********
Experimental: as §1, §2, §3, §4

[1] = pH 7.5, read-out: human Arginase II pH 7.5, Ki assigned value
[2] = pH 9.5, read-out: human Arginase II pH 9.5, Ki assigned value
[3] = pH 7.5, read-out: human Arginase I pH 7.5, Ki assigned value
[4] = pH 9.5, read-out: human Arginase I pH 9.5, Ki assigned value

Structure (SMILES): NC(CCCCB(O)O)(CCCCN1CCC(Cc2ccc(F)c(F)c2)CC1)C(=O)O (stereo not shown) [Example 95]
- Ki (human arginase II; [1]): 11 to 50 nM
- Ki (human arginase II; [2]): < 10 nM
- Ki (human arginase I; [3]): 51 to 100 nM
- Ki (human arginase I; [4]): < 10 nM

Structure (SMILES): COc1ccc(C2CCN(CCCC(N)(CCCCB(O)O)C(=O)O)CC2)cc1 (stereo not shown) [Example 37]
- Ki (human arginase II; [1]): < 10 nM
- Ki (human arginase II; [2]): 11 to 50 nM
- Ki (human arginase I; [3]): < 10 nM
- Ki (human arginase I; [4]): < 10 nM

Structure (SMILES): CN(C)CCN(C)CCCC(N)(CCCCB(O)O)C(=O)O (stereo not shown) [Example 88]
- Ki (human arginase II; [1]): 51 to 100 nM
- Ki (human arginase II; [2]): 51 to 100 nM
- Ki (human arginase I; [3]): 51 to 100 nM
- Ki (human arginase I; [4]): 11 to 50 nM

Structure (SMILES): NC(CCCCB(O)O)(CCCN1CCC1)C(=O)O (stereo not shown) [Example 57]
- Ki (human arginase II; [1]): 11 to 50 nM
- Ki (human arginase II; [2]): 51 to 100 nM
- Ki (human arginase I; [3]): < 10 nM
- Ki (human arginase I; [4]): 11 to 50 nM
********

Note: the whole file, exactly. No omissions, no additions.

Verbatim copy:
Experimental: as §1, §2, §3, §4

[1] = pH 7.5, read-out: human Arginase II pH 7.5, Ki assigned value
[2] = pH 9.5, read-out: human Arginase II pH 9.5, Ki assigned value
[3] = pH 7.5, read-out: human Arginase I pH 7.5, Ki assigned value
[4] = pH 9.5, read-out: human Arginase I pH 9.5, Ki assigned value

Structure (SMILES): NC(CCCCB(O)O)(CCCCN1CCC(Cc2ccc(F)c(F)c2)CC1)C(=O)O (stereo not shown) [Example 95]
- Ki (human arginase II; [1]): 11 to 50 nM
- Ki (human arginase II; [2]): < 10 nM
- Ki (human arginase I; [3]): 51 to 100 nM
- Ki (human arginase I; [4]): < 10 nM

Structure (SMILES): COc1ccc(C2CCN(CCCC(N)(CCCCB(O)O)C(=O)O)CC2)cc1 (stereo not shown) [Example 37]
- Ki (human arginase II; [1]): < 10 nM
- Ki (human arginase II; [2]): 11 to 50 nM
- Ki (human arginase I; [3]): < 10 nM
- Ki (human arginase I; [4]): < 10 nM

Structure (SMILES): CN(C)CCN(C)CCCC(N)(CCCCB(O)O)C(=O)O (stereo not shown) [Example 88]
- Ki (human arginase II; [1]): 51 to 100 nM
- Ki (human arginase II; [2]): 51 to 100 nM
- Ki (human arginase I; [3]): 51 to 100 nM
- Ki (human arginase I; [4]): 11 to 50 nM

Structure (SMILES): NC(CCCCB(O)O)(CCCN1CCC1)C(=O)O (stereo not shown) [Example 57]
- Ki (human arginase II; [1]): 11 to 50 nM
- Ki (human arginase II; [2]): 51 to 100 nM
- Ki (human arginase I; [3]): < 10 nM
- Ki (human arginase I; [4]): 11 to 50 nM